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Feeling Hot, Hot, Hot

When you're pregnant, hormonal shifts and metabolic changes -- not to mention the 20 or 30 extra pounds you're lugging around -- can make you feel as if someone's turning up the heat. And that means the steamy summer months are no picnic.

"Essentially, a pregnant woman acts as a radiator for her baby," says Patrick Duff, M.D., a professor of obstetrics at the University of Florida at Gainesville. As the fetus grows, it generates heat, and the only way to vent that excess energy is through your cardiovascular system. As a result, your blood volume and metabolic rate rise -- which can make you feel uncomfortably toasty.

Aside from feeling like the warmest (and sweatiest) person around, this means you're at risk for heat-related problems, such as dizziness, weakness, and fainting. All may be symptoms of dehydration, which is more likely when you spend time in the sun. Light-headedness, excessive fatigue, and dark, scant urine are warning signs that you're drying out. If left untreated, dehydration can even lead to preterm labor.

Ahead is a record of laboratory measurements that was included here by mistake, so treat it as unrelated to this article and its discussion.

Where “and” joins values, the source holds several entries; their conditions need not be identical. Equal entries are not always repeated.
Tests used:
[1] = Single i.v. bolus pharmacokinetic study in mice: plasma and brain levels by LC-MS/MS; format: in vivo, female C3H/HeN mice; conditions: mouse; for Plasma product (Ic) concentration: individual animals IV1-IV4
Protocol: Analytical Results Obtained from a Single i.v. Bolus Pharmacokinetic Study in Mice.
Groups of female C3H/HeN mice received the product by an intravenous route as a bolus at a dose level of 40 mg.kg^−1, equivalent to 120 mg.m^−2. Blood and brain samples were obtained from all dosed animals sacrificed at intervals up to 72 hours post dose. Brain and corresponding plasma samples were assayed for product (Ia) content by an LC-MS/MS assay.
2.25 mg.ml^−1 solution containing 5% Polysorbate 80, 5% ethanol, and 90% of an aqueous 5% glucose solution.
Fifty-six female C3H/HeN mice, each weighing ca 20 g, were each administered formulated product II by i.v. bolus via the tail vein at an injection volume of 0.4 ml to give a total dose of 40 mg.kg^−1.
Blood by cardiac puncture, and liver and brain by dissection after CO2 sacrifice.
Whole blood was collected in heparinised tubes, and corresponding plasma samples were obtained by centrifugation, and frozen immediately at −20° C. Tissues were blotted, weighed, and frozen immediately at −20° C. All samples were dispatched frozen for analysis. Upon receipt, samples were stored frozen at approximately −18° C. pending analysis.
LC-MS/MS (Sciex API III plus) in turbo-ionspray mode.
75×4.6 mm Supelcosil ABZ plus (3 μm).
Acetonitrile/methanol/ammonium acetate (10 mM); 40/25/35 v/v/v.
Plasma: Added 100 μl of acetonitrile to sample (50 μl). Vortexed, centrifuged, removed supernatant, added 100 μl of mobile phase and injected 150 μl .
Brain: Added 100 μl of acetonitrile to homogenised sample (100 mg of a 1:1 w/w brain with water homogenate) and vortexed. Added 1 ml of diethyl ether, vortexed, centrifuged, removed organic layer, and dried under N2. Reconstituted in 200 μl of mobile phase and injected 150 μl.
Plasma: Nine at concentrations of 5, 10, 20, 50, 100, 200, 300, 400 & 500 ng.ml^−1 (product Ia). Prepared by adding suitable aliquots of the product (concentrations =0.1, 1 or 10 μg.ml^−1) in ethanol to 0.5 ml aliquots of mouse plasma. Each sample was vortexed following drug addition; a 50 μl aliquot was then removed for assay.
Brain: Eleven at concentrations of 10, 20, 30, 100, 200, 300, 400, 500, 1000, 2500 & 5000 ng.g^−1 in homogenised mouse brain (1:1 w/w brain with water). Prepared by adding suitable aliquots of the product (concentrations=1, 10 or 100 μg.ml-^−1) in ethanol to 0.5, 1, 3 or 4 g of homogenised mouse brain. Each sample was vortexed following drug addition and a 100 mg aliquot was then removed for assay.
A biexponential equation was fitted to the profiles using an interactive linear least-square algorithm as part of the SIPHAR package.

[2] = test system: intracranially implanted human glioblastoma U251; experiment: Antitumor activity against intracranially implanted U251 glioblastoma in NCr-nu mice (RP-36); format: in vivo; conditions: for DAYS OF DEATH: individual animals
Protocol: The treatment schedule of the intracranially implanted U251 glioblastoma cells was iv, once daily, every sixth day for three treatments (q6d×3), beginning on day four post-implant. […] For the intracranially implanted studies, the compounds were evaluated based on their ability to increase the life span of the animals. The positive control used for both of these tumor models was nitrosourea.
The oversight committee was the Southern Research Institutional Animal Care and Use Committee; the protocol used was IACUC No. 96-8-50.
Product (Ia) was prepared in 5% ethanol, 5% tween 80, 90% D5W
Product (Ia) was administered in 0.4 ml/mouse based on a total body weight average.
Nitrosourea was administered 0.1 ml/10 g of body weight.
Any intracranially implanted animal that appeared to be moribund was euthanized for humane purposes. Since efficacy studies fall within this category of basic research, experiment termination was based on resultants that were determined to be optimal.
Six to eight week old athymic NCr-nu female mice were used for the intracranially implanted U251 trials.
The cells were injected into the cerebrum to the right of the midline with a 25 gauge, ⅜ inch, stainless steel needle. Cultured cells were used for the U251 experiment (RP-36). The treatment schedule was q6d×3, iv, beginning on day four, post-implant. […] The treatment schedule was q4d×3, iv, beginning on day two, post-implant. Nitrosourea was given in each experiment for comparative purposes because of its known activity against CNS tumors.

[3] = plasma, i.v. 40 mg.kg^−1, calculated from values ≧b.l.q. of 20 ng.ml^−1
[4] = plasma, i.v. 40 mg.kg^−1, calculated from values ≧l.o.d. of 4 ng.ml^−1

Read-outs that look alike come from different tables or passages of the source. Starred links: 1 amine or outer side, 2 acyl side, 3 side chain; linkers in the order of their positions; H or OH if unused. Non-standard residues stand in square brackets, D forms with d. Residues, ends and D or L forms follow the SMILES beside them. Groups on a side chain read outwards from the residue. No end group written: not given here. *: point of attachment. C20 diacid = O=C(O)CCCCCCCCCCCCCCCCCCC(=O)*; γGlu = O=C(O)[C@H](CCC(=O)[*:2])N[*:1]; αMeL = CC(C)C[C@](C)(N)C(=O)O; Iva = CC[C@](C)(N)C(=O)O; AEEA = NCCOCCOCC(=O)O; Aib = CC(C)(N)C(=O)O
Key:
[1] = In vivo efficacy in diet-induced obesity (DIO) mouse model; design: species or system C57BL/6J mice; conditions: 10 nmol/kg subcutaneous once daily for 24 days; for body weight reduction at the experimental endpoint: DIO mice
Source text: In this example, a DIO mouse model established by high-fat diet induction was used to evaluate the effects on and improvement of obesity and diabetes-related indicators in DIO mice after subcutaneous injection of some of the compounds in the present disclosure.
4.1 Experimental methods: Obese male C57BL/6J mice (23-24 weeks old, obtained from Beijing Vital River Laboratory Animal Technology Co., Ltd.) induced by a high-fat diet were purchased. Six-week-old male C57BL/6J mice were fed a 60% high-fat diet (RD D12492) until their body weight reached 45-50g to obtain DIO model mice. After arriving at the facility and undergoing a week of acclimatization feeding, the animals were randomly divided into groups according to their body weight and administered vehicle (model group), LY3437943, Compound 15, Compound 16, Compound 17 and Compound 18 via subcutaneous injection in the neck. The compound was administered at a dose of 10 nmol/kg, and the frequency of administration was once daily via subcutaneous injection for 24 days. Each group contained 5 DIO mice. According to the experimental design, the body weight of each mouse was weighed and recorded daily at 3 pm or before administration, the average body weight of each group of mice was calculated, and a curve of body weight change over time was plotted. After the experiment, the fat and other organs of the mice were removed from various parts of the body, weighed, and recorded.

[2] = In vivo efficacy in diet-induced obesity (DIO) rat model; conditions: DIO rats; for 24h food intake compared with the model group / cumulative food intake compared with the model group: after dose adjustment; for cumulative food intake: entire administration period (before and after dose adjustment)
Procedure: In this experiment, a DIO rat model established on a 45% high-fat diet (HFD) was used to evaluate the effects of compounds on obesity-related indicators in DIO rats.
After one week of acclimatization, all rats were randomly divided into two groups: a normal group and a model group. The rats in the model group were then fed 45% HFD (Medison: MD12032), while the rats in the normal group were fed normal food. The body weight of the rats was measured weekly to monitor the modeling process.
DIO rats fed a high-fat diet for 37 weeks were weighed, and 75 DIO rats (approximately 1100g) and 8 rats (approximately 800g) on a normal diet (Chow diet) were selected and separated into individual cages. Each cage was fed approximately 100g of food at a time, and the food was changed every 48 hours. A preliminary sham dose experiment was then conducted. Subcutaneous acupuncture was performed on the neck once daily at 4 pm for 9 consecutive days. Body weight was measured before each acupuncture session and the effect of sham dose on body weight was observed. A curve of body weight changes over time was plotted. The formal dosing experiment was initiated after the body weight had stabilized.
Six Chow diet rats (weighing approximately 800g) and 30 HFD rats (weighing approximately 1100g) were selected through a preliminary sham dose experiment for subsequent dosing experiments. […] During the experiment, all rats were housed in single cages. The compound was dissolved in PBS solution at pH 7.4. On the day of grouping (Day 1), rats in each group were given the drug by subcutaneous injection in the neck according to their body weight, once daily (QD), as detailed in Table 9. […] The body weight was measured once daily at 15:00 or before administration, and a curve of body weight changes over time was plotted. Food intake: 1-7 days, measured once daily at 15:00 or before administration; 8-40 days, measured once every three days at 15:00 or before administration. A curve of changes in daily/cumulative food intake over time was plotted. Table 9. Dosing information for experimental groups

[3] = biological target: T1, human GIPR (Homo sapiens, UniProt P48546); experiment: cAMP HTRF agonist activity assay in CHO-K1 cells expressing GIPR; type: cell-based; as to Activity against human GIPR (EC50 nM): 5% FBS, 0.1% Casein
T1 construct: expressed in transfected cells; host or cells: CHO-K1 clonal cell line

Overheating early in pregnancy may also put your developing baby at risk. "Exposure to extreme heat in the third or fourth week after conception can disrupt the closure of the neural tube, causing spina bifida or other birth defects," Duff says. That's why hot tubs and saunas are off-limits if you're trying to conceive or think you may be pregnant.

Of course, you can't park yourself in front of an air conditioner all season. Although it's a good idea to find a cool sanctuary on the hottest days, there are ways to stay comfortable during the summer:

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